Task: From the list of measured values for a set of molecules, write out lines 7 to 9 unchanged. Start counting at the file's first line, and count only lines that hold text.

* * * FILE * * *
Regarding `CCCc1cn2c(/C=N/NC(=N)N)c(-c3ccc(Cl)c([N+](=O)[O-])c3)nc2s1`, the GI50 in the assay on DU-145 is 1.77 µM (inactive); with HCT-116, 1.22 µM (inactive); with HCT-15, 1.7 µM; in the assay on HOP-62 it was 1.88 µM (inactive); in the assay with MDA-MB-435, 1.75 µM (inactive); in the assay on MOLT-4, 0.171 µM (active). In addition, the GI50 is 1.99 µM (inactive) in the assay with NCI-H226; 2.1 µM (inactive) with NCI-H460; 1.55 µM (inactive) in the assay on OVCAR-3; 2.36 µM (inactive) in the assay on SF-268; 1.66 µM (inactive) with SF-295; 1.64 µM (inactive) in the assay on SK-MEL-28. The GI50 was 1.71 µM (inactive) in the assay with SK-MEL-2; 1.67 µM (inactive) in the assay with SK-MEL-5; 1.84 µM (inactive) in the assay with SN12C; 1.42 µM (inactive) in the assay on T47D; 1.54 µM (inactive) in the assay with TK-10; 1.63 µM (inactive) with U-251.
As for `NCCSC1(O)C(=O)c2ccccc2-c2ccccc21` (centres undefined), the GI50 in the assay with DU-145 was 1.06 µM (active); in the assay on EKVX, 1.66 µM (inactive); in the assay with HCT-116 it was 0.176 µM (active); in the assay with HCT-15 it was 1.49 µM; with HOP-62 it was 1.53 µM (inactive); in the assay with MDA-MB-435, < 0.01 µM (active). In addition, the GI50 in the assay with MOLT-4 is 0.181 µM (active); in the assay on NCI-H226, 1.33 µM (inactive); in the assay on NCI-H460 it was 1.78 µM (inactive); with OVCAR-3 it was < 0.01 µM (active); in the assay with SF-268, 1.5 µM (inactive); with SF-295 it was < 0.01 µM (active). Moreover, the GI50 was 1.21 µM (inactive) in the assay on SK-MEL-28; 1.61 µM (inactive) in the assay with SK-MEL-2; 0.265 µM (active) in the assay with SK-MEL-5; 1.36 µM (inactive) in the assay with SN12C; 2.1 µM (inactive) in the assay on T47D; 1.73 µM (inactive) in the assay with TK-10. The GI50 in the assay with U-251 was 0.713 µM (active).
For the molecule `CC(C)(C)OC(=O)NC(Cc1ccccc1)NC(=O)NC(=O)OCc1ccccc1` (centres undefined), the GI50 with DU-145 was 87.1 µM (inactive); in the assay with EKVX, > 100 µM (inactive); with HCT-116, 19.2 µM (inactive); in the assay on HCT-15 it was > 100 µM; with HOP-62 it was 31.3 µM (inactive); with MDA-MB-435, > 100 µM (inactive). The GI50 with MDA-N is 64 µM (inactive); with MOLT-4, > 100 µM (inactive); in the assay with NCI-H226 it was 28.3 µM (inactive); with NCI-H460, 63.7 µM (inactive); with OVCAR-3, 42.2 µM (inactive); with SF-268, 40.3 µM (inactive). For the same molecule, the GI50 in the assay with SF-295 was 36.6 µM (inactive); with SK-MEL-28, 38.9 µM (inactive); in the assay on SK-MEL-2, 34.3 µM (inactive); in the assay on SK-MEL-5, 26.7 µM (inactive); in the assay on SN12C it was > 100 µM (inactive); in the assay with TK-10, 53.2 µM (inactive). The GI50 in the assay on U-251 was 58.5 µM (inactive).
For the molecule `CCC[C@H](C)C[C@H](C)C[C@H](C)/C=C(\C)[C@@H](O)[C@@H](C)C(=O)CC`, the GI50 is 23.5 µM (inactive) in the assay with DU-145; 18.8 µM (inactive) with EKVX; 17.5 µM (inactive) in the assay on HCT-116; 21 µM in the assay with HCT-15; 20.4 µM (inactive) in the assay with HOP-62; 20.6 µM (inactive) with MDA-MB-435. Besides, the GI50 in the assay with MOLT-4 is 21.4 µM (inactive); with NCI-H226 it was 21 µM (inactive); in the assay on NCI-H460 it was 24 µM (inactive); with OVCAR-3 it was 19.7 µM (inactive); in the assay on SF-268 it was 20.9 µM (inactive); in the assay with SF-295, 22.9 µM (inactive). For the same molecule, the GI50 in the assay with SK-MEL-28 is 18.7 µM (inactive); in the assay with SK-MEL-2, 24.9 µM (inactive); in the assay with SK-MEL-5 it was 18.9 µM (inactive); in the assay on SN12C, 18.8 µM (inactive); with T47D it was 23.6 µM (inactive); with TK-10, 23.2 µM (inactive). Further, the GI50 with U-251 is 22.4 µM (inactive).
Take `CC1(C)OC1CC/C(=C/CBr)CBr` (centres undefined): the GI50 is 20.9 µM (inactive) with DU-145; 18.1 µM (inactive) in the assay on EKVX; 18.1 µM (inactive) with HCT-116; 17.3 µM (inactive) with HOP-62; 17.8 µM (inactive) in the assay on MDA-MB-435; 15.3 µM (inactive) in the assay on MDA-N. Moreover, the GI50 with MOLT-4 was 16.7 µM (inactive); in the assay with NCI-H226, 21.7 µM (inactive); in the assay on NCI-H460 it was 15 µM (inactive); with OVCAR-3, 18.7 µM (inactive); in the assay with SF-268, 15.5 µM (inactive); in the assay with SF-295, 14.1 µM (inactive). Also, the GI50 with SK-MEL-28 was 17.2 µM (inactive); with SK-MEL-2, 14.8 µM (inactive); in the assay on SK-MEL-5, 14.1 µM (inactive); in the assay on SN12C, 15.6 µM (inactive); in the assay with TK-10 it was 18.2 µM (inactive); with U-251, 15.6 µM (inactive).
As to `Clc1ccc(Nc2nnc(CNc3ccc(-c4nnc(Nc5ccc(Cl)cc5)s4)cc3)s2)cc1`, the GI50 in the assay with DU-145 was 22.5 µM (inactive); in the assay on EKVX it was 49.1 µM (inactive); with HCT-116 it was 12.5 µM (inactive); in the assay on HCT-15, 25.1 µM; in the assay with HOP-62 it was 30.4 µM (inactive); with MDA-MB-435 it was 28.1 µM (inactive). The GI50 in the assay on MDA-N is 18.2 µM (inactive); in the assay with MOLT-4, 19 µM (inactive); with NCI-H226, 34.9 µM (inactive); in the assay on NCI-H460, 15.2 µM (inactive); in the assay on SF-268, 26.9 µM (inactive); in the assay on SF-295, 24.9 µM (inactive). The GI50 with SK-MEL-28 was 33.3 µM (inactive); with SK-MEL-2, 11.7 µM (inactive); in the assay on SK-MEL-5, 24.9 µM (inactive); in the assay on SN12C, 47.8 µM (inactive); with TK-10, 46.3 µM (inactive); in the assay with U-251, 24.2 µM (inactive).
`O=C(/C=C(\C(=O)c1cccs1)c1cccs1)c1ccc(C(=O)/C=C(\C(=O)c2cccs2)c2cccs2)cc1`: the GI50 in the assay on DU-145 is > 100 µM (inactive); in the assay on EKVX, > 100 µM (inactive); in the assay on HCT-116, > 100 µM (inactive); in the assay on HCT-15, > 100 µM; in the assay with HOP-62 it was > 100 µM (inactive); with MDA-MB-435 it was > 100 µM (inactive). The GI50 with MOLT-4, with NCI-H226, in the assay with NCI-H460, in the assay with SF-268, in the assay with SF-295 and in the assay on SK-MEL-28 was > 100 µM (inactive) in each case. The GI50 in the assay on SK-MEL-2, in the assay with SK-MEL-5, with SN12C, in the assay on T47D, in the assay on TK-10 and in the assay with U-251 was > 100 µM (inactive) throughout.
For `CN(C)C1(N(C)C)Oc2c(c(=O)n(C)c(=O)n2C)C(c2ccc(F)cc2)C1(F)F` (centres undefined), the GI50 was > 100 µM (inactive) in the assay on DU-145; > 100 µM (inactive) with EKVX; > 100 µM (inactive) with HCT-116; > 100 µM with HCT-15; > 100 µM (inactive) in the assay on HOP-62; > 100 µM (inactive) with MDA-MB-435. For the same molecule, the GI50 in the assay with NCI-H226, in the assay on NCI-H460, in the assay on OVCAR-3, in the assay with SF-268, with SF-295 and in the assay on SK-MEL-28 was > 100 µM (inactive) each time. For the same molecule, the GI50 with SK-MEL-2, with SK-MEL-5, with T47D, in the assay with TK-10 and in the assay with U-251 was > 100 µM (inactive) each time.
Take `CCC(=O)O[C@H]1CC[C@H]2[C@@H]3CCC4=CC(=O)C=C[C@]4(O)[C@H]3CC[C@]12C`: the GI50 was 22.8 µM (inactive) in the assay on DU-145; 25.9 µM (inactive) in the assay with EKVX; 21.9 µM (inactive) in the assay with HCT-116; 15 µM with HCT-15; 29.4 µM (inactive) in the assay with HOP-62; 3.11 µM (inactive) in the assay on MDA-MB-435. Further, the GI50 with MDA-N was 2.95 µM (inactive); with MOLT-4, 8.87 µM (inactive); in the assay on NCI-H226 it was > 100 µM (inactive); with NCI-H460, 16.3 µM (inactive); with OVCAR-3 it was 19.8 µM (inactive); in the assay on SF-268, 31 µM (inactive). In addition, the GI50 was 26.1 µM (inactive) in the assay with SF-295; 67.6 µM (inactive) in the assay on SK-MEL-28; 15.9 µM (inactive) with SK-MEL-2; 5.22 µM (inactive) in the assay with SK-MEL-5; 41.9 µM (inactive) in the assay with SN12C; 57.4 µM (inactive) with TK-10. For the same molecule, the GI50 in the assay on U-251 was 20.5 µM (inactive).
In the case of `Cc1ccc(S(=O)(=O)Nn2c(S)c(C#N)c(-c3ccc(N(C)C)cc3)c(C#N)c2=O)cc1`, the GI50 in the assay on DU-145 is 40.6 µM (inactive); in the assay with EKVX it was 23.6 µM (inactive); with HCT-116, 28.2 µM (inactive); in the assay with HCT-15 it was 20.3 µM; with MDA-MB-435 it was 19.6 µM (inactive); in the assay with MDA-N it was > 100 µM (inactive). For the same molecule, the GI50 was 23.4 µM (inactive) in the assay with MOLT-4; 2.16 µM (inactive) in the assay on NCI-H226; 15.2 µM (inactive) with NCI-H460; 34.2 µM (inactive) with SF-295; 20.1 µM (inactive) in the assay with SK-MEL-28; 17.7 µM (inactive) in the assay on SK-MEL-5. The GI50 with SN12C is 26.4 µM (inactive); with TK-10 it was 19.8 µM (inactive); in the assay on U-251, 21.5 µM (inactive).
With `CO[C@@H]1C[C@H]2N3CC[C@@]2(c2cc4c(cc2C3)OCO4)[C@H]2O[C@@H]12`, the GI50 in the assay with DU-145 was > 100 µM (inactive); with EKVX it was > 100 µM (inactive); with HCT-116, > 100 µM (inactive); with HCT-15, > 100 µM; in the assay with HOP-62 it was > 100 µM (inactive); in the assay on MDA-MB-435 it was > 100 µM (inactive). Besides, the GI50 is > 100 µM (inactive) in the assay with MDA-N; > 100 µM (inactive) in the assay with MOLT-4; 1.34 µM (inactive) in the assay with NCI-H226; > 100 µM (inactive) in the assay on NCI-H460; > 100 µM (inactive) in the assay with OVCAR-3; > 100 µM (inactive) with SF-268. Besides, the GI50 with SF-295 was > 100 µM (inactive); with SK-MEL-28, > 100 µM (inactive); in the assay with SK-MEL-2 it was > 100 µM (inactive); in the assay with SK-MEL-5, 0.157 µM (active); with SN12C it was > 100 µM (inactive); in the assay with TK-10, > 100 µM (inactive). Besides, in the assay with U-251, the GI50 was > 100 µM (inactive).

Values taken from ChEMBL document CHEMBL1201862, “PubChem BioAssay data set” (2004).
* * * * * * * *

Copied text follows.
`O=C(/C=C(\C(=O)c1cccs1)c1cccs1)c1ccc(C(=O)/C=C(\C(=O)c2cccs2)c2cccs2)cc1`: the GI50 in the assay on DU-145 is > 100 µM (inactive); in the assay on EKVX, > 100 µM (inactive); in the assay on HCT-116, > 100 µM (inactive); in the assay on HCT-15, > 100 µM; in the assay with HOP-62 it was > 100 µM (inactive); with MDA-MB-435 it was > 100 µM (inactive). The GI50 with MOLT-4, with NCI-H226, in the assay with NCI-H460, in the assay with SF-268, in the assay with SF-295 and in the assay on SK-MEL-28 was > 100 µM (inactive) in each case. The GI50 in the assay on SK-MEL-2, in the assay with SK-MEL-5, with SN12C, in the assay on T47D, in the assay on TK-10 and in the assay with U-251 was > 100 µM (inactive) throughout.
For `CN(C)C1(N(C)C)Oc2c(c(=O)n(C)c(=O)n2C)C(c2ccc(F)cc2)C1(F)F` (centres undefined), the GI50 was > 100 µM (inactive) in the assay on DU-145; > 100 µM (inactive) with EKVX; > 100 µM (inactive) with HCT-116; > 100 µM with HCT-15; > 100 µM (inactive) in the assay on HOP-62; > 100 µM (inactive) with MDA-MB-435. For the same molecule, the GI50 in the assay with NCI-H226, in the assay on NCI-H460, in the assay on OVCAR-3, in the assay with SF-268, with SF-295 and in the assay on SK-MEL-28 was > 100 µM (inactive) each time. For the same molecule, the GI50 with SK-MEL-2, with SK-MEL-5, with T47D, in the assay with TK-10 and in the assay with U-251 was > 100 µM (inactive) each time.
Take `CCC(=O)O[C@H]1CC[C@H]2[C@@H]3CCC4=CC(=O)C=C[C@]4(O)[C@H]3CC[C@]12C`: the GI50 was 22.8 µM (inactive) in the assay on DU-145; 25.9 µM (inactive) in the assay with EKVX; 21.9 µM (inactive) in the assay with HCT-116; 15 µM with HCT-15; 29.4 µM (inactive) in the assay with HOP-62; 3.11 µM (inactive) in the assay on MDA-MB-435. Further, the GI50 with MDA-N was 2.95 µM (inactive); with MOLT-4, 8.87 µM (inactive); in the assay on NCI-H226 it was > 100 µM (inactive); with NCI-H460, 16.3 µM (inactive); with OVCAR-3 it was 19.8 µM (inactive); in the assay on SF-268, 31 µM (inactive). In addition, the GI50 was 26.1 µM (inactive) in the assay with SF-295; 67.6 µM (inactive) in the assay on SK-MEL-28; 15.9 µM (inactive) with SK-MEL-2; 5.22 µM (inactive) in the assay with SK-MEL-5; 41.9 µM (inactive) in the assay with SN12C; 57.4 µM (inactive) with TK-10. For the same molecule, the GI50 in the assay on U-251 was 20.5 µM (inactive).